However, the majority also listed six features of a Berman hearing that may be waived in an appropriately drafted arbitration agreement, so long as arbitration remains "accessible and affordable" for the employee:

The Berman statutes include various features designed to lower the costs and risks for employees in pursuing wage claims, including procedural informality, assistance of a translator, use of an expert adjudicator who is authorized to help the parties by questioning witnesses and explaining issues and terms, and provisions on fee shifting mandatory undertaking, and assistance of the Labor Commissioner as counsel to help employees defend and enforce any award on appeal. Waiver of these protections does not necessarily render an arbitration agreement unenforceable, nor does it render an arbitration agreement unconscionable per se. But waiver of these protections in the context of an agreement that does not provide an employee with an accessible and affordable arbitral forum for resolving wage disputes may support a finding of unconscionability."

(Emphasis added.)  Further, the majority also suggested that an appropriately drafted statute could create additional procedural requirements for arbitration agreements (applicable to wage claims) that would not contravene the FAA.

In responding to the dissent's claims that the majority opinion fails to provide a bright-line test of what constitutes substantive unconscionability in an arbitral agreement covering wage claims, instead relying on undefined standards such as "accessible," "affordable," "low-cost," "speedy," and "effective," the majority said that common-law courts make case-by-case determinations using such terms daily.  The majority also quoted with approval the statement in the concurring opinion that "[this decision] does not require trial courts to adopt a new procedure or analytical approach when an unconscionability defense concerns an arbitration provision in an employment contract."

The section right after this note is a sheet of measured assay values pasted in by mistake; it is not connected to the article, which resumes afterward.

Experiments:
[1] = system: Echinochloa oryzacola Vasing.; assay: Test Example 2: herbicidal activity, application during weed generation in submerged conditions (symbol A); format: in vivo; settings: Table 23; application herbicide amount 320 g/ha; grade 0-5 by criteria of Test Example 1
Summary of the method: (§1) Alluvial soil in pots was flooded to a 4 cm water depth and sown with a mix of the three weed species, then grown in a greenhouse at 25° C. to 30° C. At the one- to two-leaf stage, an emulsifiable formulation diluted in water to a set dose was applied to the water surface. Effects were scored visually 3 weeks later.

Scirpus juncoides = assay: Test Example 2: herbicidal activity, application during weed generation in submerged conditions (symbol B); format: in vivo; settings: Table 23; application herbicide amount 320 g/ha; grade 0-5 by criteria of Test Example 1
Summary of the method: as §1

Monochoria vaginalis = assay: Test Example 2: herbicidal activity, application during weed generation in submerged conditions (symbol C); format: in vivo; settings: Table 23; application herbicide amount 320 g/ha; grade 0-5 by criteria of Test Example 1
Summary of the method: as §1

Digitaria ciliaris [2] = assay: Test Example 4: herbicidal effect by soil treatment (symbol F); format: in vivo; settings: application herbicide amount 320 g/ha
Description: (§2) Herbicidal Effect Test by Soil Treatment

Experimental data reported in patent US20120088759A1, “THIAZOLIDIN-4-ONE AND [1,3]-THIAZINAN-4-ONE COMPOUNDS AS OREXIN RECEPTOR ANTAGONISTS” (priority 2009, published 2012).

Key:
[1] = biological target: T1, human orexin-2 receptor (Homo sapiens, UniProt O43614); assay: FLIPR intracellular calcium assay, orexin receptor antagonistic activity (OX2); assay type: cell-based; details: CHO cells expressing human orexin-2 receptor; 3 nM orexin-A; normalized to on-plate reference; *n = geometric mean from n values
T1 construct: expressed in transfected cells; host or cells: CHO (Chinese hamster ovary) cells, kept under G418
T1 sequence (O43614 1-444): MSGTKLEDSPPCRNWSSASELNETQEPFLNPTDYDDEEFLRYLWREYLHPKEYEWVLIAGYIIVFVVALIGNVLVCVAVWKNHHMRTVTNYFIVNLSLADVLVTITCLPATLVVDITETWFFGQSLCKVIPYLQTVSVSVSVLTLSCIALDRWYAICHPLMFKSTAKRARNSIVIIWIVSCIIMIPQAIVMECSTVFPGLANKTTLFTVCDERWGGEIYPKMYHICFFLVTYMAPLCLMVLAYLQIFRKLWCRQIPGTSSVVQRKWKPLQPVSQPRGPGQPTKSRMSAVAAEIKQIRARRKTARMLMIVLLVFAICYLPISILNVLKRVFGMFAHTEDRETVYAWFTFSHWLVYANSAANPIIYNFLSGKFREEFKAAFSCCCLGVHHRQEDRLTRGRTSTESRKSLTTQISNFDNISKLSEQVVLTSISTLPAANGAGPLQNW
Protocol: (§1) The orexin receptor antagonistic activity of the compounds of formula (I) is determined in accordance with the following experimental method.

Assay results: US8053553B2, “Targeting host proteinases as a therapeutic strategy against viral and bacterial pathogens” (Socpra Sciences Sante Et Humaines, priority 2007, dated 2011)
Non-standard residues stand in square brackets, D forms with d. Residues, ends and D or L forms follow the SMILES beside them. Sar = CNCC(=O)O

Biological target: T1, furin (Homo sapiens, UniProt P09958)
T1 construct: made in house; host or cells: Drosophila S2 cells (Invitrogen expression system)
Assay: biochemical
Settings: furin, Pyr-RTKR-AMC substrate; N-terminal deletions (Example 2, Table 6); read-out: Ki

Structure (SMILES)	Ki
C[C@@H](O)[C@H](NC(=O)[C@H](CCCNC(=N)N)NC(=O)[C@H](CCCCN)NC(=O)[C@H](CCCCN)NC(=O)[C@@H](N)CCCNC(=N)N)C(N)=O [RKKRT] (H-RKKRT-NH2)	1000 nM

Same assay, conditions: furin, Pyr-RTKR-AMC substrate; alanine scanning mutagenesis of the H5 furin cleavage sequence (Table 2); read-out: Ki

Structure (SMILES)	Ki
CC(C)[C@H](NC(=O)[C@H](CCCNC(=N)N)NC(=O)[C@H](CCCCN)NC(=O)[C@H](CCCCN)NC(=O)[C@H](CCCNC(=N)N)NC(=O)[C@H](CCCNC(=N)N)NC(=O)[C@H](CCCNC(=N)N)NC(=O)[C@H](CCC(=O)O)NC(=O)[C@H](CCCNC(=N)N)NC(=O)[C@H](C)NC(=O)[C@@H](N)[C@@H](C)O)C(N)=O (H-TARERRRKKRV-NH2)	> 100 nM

As he had in Sonic I, Justice Chin dissented, although with one less vote than he had in Sonic I.  Justice Chin did agree with the majority that Sonic I should be reversed as violative of the FAA.  However, he also contended that the plaintiff had forfeited his unconscionability claim by failing to raise and pursue it in the trial court (one basis for his Sonic Idissent).  The major portion of his dissent was a detailed critique of why the majority's unconscionability defense was "a case-by-case, hopelessly vague, and indeterminable assessment."  Justice Chin (and the concurring justice) also criticized the majority's refusal to adopt the standard, in determining whether an arbitration agreement was unconscionable, that an agreement's terms are so one-sided as to "shock the conscience" of the reviewing court.

Going Forward

The case was remanded to the trial court to develop an evidentiary record on the former employee's defense of unconscionability of the arbitration agreement.

Sonic II's 70-page majority opinion is the California Supreme Court's latest pronouncement on the validity of mandatory arbitration agreements that are attacked on unconscionability grounds.  The U.S. Supreme Court observed in Concepcion that "California's courts have been more likely to hold contracts to arbitrate unconscionable than other contracts,"4 and whether Sonic II will ultimately be interpreted to reverse or advance that trend remains to be seen.  Two cases currently under review by the California Supreme Court may provide California employers further guidance on the application of the defense of FAA preemption: Iskanian v. CLS Transportation of Los Angeles5 and Sanchez v. Valencia Holding Co. LLC.6